There are obvious tactics, from music to reading materials, but anyone who travels (or has merely waited in a long line somewhere) can figure them out. Instead of the basics, which you should be able to figure out on your own, let’s take a look at five tricks that only come from painful experience.1. Get in line (or on the bus) early
This may seem obvious, but the reasons come with some subtlety. You want to claim your space as soon as possible. Wait too long, and you could wind up having to set next to someone who is already on board. Step onto the bus early, and you’ll be putting someone else in that position. The odds of having your own seat for the ride increase profoundly.

2. Look undesirable
As people get on, especially when there are no empty pairs left, they have to make some tough choices on where to sit. Your goal is to make them pass you without even considering an invasion of your personal space. Eat some smelly food, wear torn or dirty clothing or cough and sneeze. This will help you win the opportunity to stretch out later.

3. Spread out
If there are multiple stops before your destination, more passengers may get on. This only happens when you’re headed toward the “big place,” though. When I leave New York, for example, I don’t worry about losing space to passengers who get on later – the net flow is outward. Yet, when I’m headed back home, it’s hard to rest easy until we’ve left the last stop before the city. To further discourage people from sitting next to me, which is harder than in (2) above, I tend to spread out a bit, pluck away at my laptop and generally make it look time-consuming and annoying to clear space for another passenger. Nobody wants to wait in the aisle, especially for someone who is not really interested in helping.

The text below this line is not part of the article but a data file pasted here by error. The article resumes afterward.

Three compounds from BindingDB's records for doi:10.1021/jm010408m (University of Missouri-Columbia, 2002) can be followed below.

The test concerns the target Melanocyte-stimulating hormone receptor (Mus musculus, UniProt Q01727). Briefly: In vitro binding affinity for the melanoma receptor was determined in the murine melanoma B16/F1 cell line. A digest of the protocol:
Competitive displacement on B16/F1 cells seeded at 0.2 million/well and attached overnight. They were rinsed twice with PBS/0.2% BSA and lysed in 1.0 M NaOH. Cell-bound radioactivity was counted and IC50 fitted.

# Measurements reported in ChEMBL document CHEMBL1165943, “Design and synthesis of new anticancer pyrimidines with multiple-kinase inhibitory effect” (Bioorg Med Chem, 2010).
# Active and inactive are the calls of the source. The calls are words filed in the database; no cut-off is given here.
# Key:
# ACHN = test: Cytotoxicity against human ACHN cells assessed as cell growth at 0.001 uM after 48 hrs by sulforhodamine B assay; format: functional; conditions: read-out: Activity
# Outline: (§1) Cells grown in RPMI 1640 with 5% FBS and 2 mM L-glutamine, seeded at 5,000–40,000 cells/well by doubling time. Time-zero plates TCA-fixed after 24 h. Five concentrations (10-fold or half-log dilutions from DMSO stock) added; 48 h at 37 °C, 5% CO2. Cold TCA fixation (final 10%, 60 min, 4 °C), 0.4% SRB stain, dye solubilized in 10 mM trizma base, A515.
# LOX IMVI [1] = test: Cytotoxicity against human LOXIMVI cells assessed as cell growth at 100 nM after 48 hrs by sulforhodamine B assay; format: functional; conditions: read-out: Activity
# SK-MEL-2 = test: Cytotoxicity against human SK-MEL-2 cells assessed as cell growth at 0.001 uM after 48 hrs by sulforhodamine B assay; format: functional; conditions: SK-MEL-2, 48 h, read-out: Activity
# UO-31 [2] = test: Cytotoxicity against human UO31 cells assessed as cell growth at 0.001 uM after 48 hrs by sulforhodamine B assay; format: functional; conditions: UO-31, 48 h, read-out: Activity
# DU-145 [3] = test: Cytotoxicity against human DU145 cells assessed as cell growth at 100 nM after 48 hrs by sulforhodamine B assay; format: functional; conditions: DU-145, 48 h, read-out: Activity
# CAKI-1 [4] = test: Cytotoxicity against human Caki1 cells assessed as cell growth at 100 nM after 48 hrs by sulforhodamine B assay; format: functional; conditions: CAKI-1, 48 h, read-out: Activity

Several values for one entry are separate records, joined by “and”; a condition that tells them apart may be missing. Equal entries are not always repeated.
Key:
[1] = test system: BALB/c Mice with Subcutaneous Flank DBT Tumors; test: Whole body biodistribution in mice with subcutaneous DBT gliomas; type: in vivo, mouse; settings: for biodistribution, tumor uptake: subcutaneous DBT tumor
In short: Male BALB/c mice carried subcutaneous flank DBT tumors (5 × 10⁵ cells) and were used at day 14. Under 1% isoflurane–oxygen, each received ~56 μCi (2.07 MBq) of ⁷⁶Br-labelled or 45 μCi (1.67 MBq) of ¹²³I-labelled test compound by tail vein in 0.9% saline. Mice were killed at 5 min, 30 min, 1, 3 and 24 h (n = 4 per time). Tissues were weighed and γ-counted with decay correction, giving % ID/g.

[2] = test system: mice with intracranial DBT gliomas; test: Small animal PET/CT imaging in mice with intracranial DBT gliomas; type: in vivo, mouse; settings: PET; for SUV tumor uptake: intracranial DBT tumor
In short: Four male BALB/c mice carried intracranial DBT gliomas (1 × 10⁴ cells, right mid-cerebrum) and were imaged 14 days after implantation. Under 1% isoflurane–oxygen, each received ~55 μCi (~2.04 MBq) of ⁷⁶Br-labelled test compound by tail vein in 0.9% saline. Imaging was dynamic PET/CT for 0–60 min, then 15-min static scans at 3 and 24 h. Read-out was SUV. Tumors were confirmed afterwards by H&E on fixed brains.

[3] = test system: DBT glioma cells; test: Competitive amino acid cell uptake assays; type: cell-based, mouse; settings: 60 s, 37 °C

4. Enlist your friends
While you don’t want to be among the degenerates who talk on the phone during the entire bus trip, you will need to be entertained. Texts, communication via BlackBerry Messenger and even traditional email will amuse you without annoying those around you. Make sure you have a few people on board to help you out, case someone gets bored or busy … or just doesn’t care about your plight.

5. Engage the world
I think the number of tweets I send while riding the bus skyrockets relative to my already elevated volume. If you aren’t a Twitter addict already, become one if you’re going to be spending a lot of time on a bus. It’s quiet, and it will keep you busy. Follow the right people, and it will also keep you laughing. To start, may I suggest @Gadling?

[tweetphoto via @tjohansmeyer]